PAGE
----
Look beyond fracking to build energy future by Jonathan Langdon, July 18, 2014, The Chronicle Herald
The Wheeler review on hydraulic fracturing will soon start sharing its draft recommendations through a series of public meetings. While speculation on the contents has been rife, especially as a result of the perceived lack of balance and evidence in several of the discussion papers that have emerged from the panel, it remains to be seen whether the review panel will recommend maintaining the moratorium on fracking or not.
Given this, it seems an opportune time to shift the discussion slightly, away from the panel itself and toward larger-scale questions about the future of our province, such as why we are investing so much time and money into reviewing this clearly unpopular method of energy production, and not more time and investment into major renewable energy initiatives. (Note: 69 per cent of Nova Scotians oppose fracking, according to a poll.)
Now some may say, “Haven’t we been doing just that, with extra costs on our electricity bills for green energy production as well as (the now removed) efficiency charge?” But the reality is whatever paltry amounts we have been putting into building renewable energy sources pales in comparison to the levels of subsidy for the oil and gas sector embedded in our electricity and fuel bills. It’s just the ones for creating green energy are actually visible.
A recent International Monetary Fund (IMF) report says Canadians are subsidizing the oil and gas sector to the tune of $26 billion a year, in addition to the $1.3-$2.8 billion in direct subsidies provided to the industry through government programs. This amounts to close to $800 year that individual Canadians are paying the oil and gas sector.
This type of support demands a tough question: do we need the jobs that would supposedly come with the fracking industry, at any cost? And, is investing in something like this really the best way to create jobs in the energy sector in the first place?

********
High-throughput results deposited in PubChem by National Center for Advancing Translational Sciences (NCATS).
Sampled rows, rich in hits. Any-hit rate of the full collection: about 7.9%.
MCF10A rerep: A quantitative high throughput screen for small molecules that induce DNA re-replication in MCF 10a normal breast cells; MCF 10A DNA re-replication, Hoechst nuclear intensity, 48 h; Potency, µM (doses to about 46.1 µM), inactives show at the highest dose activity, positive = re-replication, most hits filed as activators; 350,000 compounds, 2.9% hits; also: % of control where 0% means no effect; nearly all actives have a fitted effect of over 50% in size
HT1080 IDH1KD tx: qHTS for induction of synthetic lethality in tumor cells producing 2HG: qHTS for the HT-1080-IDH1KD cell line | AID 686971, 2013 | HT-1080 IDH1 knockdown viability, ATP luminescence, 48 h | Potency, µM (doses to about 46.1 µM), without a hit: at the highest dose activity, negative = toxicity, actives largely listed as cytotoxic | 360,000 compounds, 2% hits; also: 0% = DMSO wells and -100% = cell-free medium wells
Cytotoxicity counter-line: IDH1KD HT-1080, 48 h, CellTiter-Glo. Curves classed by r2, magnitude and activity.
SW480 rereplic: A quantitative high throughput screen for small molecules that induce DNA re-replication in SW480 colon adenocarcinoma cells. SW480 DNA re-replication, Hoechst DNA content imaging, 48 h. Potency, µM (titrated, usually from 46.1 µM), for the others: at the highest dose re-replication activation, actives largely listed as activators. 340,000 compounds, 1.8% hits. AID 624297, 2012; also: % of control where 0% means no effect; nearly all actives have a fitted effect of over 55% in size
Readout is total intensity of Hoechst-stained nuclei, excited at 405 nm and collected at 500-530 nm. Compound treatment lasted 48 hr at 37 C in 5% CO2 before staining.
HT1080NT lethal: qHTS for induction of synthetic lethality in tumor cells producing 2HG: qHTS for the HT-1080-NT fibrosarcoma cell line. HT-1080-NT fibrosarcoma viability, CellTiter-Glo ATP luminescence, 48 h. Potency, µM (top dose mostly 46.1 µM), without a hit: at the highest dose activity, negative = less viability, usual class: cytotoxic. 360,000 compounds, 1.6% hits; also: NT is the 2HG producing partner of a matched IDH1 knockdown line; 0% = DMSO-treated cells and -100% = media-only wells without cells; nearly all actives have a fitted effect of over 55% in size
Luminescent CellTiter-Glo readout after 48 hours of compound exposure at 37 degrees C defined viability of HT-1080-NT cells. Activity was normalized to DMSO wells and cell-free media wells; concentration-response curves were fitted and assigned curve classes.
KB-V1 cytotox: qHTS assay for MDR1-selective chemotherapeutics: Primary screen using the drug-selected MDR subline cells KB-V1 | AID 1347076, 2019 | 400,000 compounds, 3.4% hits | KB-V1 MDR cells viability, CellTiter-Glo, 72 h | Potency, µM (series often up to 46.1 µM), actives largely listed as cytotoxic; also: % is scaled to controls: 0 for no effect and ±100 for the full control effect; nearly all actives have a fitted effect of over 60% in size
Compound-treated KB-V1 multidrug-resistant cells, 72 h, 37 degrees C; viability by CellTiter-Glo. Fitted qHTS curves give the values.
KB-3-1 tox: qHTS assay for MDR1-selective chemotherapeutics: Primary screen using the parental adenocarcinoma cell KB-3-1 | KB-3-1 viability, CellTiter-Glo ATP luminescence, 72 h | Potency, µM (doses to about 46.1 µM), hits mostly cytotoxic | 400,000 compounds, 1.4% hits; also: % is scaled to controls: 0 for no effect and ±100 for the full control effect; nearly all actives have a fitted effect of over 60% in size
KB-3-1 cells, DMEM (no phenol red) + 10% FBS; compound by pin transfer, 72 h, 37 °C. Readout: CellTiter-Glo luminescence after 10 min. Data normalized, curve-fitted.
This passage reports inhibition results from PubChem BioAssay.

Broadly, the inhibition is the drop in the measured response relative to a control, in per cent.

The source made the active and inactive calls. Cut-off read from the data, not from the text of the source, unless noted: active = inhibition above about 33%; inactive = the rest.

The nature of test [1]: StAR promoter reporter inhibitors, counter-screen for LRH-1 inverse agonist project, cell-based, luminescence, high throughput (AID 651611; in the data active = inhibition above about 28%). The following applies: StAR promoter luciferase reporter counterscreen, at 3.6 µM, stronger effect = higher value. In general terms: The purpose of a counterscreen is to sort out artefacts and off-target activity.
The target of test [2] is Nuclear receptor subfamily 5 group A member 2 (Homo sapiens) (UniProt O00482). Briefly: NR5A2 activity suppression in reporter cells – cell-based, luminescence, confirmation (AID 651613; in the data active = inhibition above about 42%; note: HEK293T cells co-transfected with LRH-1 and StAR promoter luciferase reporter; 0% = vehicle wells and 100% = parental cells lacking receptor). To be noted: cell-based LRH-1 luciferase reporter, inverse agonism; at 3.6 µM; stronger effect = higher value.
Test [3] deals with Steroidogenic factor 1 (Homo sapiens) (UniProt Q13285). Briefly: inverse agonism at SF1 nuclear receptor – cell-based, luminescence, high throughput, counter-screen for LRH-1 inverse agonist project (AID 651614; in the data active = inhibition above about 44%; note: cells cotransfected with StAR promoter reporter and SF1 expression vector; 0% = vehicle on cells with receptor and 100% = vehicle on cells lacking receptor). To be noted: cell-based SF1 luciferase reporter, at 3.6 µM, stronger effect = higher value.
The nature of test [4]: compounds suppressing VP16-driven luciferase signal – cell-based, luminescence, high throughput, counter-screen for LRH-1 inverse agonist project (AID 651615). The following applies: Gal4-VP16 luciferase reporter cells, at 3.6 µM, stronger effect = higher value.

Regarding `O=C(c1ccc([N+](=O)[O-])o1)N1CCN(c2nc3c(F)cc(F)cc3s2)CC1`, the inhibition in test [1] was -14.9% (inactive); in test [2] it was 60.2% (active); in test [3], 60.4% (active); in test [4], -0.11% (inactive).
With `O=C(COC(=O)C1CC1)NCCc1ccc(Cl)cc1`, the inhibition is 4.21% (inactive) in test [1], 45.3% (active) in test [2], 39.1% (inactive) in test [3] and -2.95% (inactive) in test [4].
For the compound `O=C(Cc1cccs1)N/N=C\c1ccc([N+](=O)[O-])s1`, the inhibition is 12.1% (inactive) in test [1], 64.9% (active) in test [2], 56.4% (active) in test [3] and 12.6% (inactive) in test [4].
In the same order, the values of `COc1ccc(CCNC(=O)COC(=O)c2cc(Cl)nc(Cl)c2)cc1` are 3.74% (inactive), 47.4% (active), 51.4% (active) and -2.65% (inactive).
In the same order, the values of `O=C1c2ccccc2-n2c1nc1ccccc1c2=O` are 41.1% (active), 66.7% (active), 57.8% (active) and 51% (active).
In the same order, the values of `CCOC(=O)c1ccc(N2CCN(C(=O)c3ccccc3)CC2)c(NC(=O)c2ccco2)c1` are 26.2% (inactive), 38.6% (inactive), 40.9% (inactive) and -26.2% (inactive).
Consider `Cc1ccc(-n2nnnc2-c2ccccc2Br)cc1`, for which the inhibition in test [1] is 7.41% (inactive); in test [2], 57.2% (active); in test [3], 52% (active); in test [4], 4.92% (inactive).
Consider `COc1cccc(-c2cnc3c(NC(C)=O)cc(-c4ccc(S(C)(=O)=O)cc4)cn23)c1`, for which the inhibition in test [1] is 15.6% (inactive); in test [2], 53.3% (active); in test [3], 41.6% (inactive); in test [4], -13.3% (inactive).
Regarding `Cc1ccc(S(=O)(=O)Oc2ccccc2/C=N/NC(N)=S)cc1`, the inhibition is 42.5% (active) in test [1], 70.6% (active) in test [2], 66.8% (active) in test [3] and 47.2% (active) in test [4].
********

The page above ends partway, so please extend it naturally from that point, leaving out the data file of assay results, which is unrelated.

According to a recent report, investing the same level of direct subsidy ($1.3 billion) in renewable energy as opposed to the oil sector would yield between 18,000 and 20,000 jobs, while the same investment in the oil sector yields between 2,000 and 3,000 — an almost tenfold difference.
And the interesting thing is that renewables are a fantastic potential windfall — not just to provide 25 per cent to 40 per cent of our power, but to pass power on to other parts of the continent. For instance, Mark Jacobson has shown winds off of the East Coast of North America could provide for the energy needs of the continent due to the consistency and strength of winds along the Atlantic shore. Nova Scotia is in a perfect position to take advantage of this, as well as other renewables such as tidal forces.
This is where I am hopeful that the Wheeler review can defy expectations and look not only at whether to maintain the moratorium or not, but also to provide the basis for our political leadership to say to Ray Ivany and others that this province can be a “have renewables” province.
Certainly, the basis for maintaining the moratorium exists, with Ottawa’s own sponsored review having pointed to the clear dangers and questions associated with hydraulic fracturing. With the subsidies described above and the questions raised by this report, one needs to ask if we should invest in fracking. In fact, more and more voices are calling for a shift away from the oil and gas sector toward renewables, including hedge fund and insurance brokers and Hillary Clinton.
I hope the Wheeler recommendations will speak to our common future — one that sees a clean and productive energy future with no place for fracking. We have several natural resources in our backyard that we can harness for energy without destroying our water tables, the health of our communities and our general environment — and which lead to great job creation.
Johathan Langdon is an associate professor in development studies at St. F.X. University. [Emphasis added]
[Refer also to:
Ohio Energy Regulator Blaming Nature on First Day of Fatal Home Explosion Investigation, “these pockets are naturally occurring and not the result of human interaction, such as hydraulic fracturing or other gas wells” ]